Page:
|10||Peace Lecture: 13 May||This week we focus on the circumstances of peace, looking at how Australia deals with strategic competition, our middle power status, the nature of our foreign policy and the challenges of non-traditional threats.|
|11||War Lecture: 20 May||In our final week we turn to the threat of war and military conflict. We will discuss various scenarios which could see the Asian Century become a century of war, and how these might affect Australia. We will bring together the major themes of the course in this lecture.|
|Assessment task||Value||Due Date||Return of assessment||Learning Outcomes|
|Tutorial Participation||10 %||31/05/2019||04/07/2019||2, 3|
|Reading Journal||10 %||31/05/2019||04/07/2019||1, 2, 3|
|Op-Ed||20 %||17/03/2019||12/04/2019||2, 3|
|Research Essay||30 %||28/04/2019||04/07/2019||1, 2, 3|
|End of Semester Exam||30 %||31/05/2019||04/07/2019||1, 2, 3|
* If the Due Date and Return of Assessment date are blank, see the Assessment Tab for specific Assessment Task details
PoliciesANU has educational policies, procedures and guidelines, which are designed to ensure that staff and students are aware of the University’s academic standards, and implement them. Students are expected to have read the Academic Misconduct Rule before the commencement of their course. Other key policies and guidelines include:
Assessment RequirementsThe ANU is using Turnitin to enhance student citation and referencing techniques, and to assess assignment submissions as a component of the University's approach to managing Academic Integrity. For additional information regarding Turnitin please visit the ANU Online website Students may choose not to submit assessment items through Turnitin. In this instance you will be required to submit, alongside the assessment item itself, hard copies of all references included in the assessment item.
Moderation of AssessmentMarks that are allocated during Semester are to be considered provisional until formalised by the College examiners meeting at the end of each Semester. If appropriate, some moderation of marks might be applied prior to final results being released.
Assessment Task 1
Learning Outcomes: 2, 3
Tutorial attendance is compulsory. Failure to attend a minimum of 8 out of the 10 tutorials (unless acceptable, documented reasons are provided in writing to your tutor) will result in a significant reduction (and a possible 0 grade) for your tutorial participation. Late arrival (>10 minutes) after the start will not be counted for attendance. Please be on time. Participation marks are awarded for the quality and content of your contribution. Please do the readings beforehand and come to class prepared to discuss the themes of the lecture and readings. Doing the reading journals will be an excellent way to prepare for your tutorials.
Assessment Task 2
Learning Outcomes: 1, 2, 3
Students are encouraged to keep a reading journal which summarises the weekly tutorial readings.
Students should select two weeks in the first half of the course (weeks 1-5) and two weeks in the second half of the course (weeks 6-10) for which they will submit dot-point summaries of two of their chosen week’s readings.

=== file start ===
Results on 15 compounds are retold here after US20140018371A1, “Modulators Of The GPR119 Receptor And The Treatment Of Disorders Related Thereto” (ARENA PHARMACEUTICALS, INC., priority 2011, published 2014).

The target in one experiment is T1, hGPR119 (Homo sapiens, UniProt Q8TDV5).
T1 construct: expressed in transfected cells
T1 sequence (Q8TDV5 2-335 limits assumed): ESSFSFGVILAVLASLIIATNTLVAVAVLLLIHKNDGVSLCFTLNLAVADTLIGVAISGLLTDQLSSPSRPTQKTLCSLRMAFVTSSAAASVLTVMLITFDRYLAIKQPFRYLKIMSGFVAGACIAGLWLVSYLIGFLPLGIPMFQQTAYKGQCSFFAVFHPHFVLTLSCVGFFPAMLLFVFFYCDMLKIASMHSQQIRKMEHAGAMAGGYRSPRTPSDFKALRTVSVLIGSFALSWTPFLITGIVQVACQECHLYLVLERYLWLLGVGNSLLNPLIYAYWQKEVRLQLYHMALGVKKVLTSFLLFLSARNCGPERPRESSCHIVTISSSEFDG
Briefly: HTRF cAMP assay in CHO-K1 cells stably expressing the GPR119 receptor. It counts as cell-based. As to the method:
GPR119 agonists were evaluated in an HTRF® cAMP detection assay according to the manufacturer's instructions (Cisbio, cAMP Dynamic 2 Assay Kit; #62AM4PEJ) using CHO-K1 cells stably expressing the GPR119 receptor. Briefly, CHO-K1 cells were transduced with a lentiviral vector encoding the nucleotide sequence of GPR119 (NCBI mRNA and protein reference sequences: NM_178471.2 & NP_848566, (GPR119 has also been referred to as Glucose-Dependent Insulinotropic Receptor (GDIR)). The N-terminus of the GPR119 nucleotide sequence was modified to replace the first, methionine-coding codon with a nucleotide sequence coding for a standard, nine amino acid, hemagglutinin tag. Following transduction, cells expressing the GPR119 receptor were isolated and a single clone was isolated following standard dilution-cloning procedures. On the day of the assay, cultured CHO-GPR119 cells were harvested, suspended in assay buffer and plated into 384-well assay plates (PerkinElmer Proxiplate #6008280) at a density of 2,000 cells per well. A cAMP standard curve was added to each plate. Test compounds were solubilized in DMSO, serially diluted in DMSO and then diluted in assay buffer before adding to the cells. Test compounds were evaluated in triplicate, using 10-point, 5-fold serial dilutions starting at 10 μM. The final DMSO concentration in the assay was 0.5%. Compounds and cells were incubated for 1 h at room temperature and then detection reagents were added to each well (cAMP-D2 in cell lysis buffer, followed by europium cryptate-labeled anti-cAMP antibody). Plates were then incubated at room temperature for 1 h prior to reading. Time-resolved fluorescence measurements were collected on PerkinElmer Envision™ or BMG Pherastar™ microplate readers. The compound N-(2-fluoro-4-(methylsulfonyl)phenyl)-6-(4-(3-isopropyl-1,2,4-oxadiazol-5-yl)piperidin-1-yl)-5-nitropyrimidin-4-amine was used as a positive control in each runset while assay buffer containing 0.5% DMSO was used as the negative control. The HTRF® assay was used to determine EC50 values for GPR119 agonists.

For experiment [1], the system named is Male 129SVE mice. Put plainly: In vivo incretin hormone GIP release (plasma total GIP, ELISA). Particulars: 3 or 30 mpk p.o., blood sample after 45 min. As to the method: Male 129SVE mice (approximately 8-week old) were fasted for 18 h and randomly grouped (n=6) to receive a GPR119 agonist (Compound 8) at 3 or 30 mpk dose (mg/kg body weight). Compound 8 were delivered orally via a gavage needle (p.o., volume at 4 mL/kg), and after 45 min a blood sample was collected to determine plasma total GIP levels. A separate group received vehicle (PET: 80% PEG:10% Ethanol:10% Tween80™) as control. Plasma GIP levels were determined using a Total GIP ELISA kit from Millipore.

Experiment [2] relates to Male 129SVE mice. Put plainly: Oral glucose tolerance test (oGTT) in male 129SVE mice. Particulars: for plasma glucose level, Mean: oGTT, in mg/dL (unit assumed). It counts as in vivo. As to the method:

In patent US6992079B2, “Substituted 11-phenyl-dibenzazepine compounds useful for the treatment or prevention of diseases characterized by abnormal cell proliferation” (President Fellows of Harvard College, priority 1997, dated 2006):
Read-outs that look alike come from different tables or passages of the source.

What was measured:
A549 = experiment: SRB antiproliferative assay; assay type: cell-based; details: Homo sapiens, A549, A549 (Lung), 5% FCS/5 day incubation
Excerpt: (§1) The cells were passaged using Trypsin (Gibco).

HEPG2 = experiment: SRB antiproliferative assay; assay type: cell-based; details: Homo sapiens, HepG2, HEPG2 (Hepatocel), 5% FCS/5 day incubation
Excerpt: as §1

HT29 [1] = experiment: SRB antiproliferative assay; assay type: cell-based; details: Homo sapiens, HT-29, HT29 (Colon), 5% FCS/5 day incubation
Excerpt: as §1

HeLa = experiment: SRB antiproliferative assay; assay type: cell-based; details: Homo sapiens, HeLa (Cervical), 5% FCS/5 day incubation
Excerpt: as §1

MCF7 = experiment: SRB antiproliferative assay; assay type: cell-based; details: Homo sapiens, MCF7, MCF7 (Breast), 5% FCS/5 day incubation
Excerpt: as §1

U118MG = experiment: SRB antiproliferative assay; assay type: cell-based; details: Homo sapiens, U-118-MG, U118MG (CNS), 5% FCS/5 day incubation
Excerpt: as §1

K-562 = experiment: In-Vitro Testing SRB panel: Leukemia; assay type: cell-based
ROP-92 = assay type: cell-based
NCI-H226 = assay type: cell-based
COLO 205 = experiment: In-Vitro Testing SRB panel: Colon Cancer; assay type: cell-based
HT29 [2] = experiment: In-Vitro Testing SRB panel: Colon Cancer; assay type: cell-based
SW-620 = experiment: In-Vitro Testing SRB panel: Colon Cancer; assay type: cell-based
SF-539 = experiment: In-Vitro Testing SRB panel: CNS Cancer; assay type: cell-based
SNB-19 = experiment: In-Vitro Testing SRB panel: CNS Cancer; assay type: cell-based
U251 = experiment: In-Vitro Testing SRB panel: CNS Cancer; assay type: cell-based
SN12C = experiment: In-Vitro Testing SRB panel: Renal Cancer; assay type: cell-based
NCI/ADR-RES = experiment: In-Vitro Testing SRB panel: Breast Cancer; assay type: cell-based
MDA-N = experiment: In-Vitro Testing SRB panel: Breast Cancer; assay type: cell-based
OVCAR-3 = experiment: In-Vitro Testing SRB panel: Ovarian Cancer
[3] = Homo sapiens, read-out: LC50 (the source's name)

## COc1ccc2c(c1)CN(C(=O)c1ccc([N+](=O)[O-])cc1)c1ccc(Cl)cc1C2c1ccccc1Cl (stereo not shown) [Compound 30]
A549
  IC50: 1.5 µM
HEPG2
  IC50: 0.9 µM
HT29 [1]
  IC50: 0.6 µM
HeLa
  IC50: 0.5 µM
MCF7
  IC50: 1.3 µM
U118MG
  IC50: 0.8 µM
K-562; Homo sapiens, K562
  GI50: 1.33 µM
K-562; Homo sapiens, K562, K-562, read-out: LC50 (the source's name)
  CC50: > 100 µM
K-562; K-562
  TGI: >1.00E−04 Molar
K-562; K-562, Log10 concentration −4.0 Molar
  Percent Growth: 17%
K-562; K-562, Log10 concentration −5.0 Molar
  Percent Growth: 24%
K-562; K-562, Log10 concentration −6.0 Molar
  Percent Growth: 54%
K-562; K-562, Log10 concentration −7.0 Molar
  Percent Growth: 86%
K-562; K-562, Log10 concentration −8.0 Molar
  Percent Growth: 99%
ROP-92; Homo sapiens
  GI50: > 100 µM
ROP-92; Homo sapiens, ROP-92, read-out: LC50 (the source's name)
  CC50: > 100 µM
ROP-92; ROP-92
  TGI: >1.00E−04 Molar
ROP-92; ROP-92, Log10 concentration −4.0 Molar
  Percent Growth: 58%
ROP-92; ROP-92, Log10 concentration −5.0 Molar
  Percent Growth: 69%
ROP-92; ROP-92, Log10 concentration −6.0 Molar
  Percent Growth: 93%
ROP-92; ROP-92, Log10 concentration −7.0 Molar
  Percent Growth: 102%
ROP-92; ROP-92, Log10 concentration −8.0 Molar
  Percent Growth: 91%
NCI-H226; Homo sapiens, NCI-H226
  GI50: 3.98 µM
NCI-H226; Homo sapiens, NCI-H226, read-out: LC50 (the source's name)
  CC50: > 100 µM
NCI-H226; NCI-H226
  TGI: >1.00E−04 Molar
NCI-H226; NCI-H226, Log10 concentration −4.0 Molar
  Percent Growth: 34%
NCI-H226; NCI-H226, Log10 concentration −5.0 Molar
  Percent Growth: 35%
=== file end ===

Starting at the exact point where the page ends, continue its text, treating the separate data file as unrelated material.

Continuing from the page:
To clarify: In 4 of the 10 weeks of the course you will need to upload 2 reading summaries. You must do so by 12:00pm Monday of your chosen week. Ideally 2 from the first half of the course, 2 from the second half of the course.
Students will be expected to summarise the readings for the key themes, content and arguments. These will be graded by your tutor, and together form 10% of your grade. Sample reading journals for reference can be found on Wattle. Your reading journal for your chosen week should be submitted via Turnitin on Wattle and must be uploaded by 12:00pm (midday) Monday of your chosen weeks, without a valid extension such as a doctor’s certificate. These journals will serve as excellent preparation for the essay writing and exam.
No reading journal is due for week 1 (25 February).
Assessment Task 3
Learning Outcomes: 2, 3
Due 17 March, 11:55pm via Turn-It-In
Students will learn how to bridge the theory and policy worlds by presenting issues in a way that is informative and engaging for the general public by writing a piece designed for publication in a major Australian newspaper. References will be required for direct quotes or major claims, however the references will not be included in the word count. Students will choose from prompts provided on Wattle.
The op-ed prompts will help guide the approach you use (ie you may propose a policy or you may seek to examine the impact/significance of strategic change). In week 2 we will discuss how to write op-eds. The key to doing well in this assignment is A) The clarity of your argument B) The clarity of your writing and C) Striking the right tone for a public audience.
Assessment Task 4
Learning Outcomes: 1, 2, 3
Due 28 April, 11:55pm via Turn-It-In
Write a 2500 word academic essay. Essays will be marked according to the students’ breadth and depth of research, ability to summarise the key literature, development of a clear and well substantiated argument, clarity of writing style and ability to meet key scholarly conventions such as referencing, spelling and grammar and word count. Your bibliography or footnotes are not included in the 2500 word limit for this assignment. All essays which receive below 50% or greater than 79% mark will be second marked by the course convenor.